Remove the plant from the container and gently tease out any parts of the rootball to encourage the root system to grow out into the soil in which it’s being planted. 

Fill in the base of the hole enough for the soil level to match the area surrounding the new planting.

CARE for plants with deep watering once a week in warm weather. 

Apply a liquid fertiliser containing seaweed emulsion during the growing season or slow-release granules in June. 

Mulch with well-rotted animal manure or sugar cane mulch to protect their fibrous roots, which grow close to the soil surface. 

‘They’re excellent at telling you when they need a drink, as their large leaves fall and become limp as a result of thirst,’ says Anthony. 

WATCH FOR the occasional caterpillar attack in spring and summer, and pick them off by hand. 

Powdery mildew can be a real problem in hot humid conditions and for plants with erratic watering. To prevent it, water regularly at soil level.

For small amounts, just remove infected leaves. Spray infestations with fungicide at the recommended rate, or a mix of one part milk to
10 parts water every 10 days.  

PROPAGATE by snipping off softwood cuttings, the new growth, in spring. Remove most of the foliage but keep about two to four of the top leaves. 

Dip the cut end of the softwood cuttings in rooting hormone and plant in a damp propagating mix. 

After about five months they should have developed roots and can be planted into the garden in a spot with semi-shade. Or grow in a pot for a season in a protected sunny spot.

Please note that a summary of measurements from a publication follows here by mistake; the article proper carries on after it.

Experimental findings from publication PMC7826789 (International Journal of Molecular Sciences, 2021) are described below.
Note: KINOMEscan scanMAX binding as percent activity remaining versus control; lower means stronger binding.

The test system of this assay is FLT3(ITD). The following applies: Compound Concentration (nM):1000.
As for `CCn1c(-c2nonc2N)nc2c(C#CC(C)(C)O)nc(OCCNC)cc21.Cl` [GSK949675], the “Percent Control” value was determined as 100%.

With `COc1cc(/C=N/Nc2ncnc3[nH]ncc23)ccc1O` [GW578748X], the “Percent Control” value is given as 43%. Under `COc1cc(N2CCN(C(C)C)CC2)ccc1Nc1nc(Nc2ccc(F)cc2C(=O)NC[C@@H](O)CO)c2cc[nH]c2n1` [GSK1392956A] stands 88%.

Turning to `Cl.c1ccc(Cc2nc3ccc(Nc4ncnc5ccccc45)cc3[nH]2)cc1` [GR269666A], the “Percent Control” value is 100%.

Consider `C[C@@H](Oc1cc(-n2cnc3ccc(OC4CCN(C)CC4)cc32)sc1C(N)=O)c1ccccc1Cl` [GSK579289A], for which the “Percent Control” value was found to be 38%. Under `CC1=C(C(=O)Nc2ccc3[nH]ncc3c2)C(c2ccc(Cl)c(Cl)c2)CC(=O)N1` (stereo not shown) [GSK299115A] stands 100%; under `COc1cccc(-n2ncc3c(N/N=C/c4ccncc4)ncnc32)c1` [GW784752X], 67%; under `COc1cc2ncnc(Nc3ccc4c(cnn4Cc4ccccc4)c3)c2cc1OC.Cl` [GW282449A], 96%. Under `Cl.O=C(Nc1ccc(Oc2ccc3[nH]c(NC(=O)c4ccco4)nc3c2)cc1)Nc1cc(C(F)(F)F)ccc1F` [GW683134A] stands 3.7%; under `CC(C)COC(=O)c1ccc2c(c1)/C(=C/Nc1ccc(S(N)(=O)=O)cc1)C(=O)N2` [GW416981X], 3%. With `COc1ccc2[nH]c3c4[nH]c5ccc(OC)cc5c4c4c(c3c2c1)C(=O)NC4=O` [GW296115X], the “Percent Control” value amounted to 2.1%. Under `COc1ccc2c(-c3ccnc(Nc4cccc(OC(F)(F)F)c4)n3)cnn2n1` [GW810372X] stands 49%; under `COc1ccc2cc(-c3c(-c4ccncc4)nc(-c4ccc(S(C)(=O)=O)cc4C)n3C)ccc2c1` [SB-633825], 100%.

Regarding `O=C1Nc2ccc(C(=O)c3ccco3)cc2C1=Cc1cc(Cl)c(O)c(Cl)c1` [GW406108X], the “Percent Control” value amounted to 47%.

Choosing a variety 

Hydrangeas are hardy shrubs native to southern and eastern Asia. There are more than 100 species of deciduous and evergreen plants in the genus. TIP Grow them in containers if space is an issue but use a nutrient-rich mix. 


Macrophylla 

Also called florist’s hydrangea or bigleaf, this deciduous species has big shiny leaves and its mophead and lacecap flowers mainly bloom on old wood. The blooms are often left to dry on the plant and cut for use as a long-lasting dried flower. 

macrophylla plant, handyman magazine,
This deciduous species has big shiny leaves and its mophead and lacecap flowers mainly bloom on old wood. Image: Getty Images

Arborescens

A deciduous shrub called smooth hydrangea, it has deep green leaves and flat cream-coloured flowerheads in summer. It blooms on new wood, so can be pruned hard. The blossom colour isn’t altered by soil pH, but the flowers go pale green as they age. 
 

arboscens, handyman magazine,
Arborescens looms on new wood, so can be pruned hard. Image: Getty Images 

Quercifolia

The commonly named oakleaf hydrangea displays autumn colour on both foliage and old flowers and is an easy-to-grow shrub that blooms even in deep shade. It flowers on old wood but isn’t as sensitive to frost as other varieties.

quercifolia, handyman magazine,
The commonly named oakleaf hydrangea displays autumn colour on both foliage and old flowers. Image: Getty Images 
 

This article originally appeared in the April 2013 issue of Australian Handyman magazine